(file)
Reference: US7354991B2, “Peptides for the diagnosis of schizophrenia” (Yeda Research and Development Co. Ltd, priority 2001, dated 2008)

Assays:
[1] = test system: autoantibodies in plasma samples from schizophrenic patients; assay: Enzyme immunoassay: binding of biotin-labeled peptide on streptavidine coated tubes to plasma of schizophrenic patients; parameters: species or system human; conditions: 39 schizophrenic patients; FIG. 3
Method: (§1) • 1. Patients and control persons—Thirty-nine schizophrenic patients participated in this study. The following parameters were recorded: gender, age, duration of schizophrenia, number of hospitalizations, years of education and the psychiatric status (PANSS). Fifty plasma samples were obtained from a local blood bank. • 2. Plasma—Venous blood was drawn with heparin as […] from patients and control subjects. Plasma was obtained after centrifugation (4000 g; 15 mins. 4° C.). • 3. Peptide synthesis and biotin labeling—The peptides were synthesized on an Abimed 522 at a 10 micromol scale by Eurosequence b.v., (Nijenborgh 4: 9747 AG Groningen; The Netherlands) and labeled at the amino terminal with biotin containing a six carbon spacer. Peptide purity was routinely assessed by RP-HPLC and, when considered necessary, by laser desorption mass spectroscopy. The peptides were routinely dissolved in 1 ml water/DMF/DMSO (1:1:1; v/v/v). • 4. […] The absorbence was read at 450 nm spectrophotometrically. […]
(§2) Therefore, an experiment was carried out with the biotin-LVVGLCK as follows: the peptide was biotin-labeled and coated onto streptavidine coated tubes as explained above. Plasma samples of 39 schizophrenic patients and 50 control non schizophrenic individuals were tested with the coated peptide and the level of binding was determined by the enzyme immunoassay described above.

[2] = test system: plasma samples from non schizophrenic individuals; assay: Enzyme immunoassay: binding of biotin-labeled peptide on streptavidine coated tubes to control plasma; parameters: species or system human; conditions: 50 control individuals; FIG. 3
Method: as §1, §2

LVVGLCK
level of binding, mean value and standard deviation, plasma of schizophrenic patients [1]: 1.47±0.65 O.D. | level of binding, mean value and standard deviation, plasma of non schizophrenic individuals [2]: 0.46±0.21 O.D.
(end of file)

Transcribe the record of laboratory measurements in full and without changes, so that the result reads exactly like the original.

Reference: US7354991B2, “Peptides for the diagnosis of schizophrenia” (Yeda Research and Development Co. Ltd, priority 2001, dated 2008)

Assays:
[1] = test system: autoantibodies in plasma samples from schizophrenic patients; assay: Enzyme immunoassay: binding of biotin-labeled peptide on streptavidine coated tubes to plasma of schizophrenic patients; parameters: species or system human; conditions: 39 schizophrenic patients; FIG. 3
Method: (§1) • 1. Patients and control persons—Thirty-nine schizophrenic patients participated in this study. The following parameters were recorded: gender, age, duration of schizophrenia, number of hospitalizations, years of education and the psychiatric status (PANSS). Fifty plasma samples were obtained from a local blood bank. • 2. Plasma—Venous blood was drawn with heparin as […] from patients and control subjects. Plasma was obtained after centrifugation (4000 g; 15 mins. 4° C.). • 3. Peptide synthesis and biotin labeling—The peptides were synthesized on an Abimed 522 at a 10 micromol scale by Eurosequence b.v., (Nijenborgh 4: 9747 AG Groningen; The Netherlands) and labeled at the amino terminal with biotin containing a six carbon spacer. Peptide purity was routinely assessed by RP-HPLC and, when considered necessary, by laser desorption mass spectroscopy. The peptides were routinely dissolved in 1 ml water/DMF/DMSO (1:1:1; v/v/v). • 4. […] The absorbence was read at 450 nm spectrophotometrically. […]
(§2) Therefore, an experiment was carried out with the biotin-LVVGLCK as follows: the peptide was biotin-labeled and coated onto streptavidine coated tubes as explained above. Plasma samples of 39 schizophrenic patients and 50 control non schizophrenic individuals were tested with the coated peptide and the level of binding was determined by the enzyme immunoassay described above.

[2] = test system: plasma samples from non schizophrenic individuals; assay: Enzyme immunoassay: binding of biotin-labeled peptide on streptavidine coated tubes to control plasma; parameters: species or system human; conditions: 50 control individuals; FIG. 3
Method: as §1, §2

LVVGLCK
level of binding, mean value and standard deviation, plasma of schizophrenic patients [1]: 1.47±0.65 O.D. | level of binding, mean value and standard deviation, plasma of non schizophrenic individuals [2]: 0.46±0.21 O.D.